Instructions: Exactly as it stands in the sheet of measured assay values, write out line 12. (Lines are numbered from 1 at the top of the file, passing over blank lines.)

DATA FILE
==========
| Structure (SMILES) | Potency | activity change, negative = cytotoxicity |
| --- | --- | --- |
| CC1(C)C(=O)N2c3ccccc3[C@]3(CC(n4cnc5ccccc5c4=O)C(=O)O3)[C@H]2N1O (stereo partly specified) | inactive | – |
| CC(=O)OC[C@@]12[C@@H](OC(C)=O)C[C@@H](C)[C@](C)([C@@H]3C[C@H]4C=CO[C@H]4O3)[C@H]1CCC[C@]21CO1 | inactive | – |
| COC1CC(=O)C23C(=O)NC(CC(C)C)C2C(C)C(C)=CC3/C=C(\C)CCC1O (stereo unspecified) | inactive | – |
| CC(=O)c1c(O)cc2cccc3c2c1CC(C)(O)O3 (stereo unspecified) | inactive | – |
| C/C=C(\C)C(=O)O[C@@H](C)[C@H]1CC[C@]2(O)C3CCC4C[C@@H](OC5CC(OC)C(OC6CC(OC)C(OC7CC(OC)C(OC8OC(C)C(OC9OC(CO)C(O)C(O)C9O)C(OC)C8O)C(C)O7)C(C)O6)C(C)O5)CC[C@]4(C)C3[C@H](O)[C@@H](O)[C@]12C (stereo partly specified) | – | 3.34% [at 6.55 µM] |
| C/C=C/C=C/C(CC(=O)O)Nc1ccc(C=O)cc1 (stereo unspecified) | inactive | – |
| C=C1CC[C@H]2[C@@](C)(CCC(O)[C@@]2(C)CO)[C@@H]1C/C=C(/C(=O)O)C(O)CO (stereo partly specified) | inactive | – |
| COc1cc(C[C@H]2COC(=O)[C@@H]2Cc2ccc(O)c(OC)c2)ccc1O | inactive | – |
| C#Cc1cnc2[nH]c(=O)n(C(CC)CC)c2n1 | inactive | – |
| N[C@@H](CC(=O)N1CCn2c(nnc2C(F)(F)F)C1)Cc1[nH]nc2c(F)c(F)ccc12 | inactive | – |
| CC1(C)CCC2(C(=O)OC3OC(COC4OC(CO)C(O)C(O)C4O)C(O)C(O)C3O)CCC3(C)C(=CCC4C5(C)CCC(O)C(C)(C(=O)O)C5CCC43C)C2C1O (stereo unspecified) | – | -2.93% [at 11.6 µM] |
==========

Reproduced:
| N[C@@H](CC(=O)N1CCn2c(nnc2C(F)(F)F)C1)Cc1[nH]nc2c(F)c(F)ccc12 | inactive | – |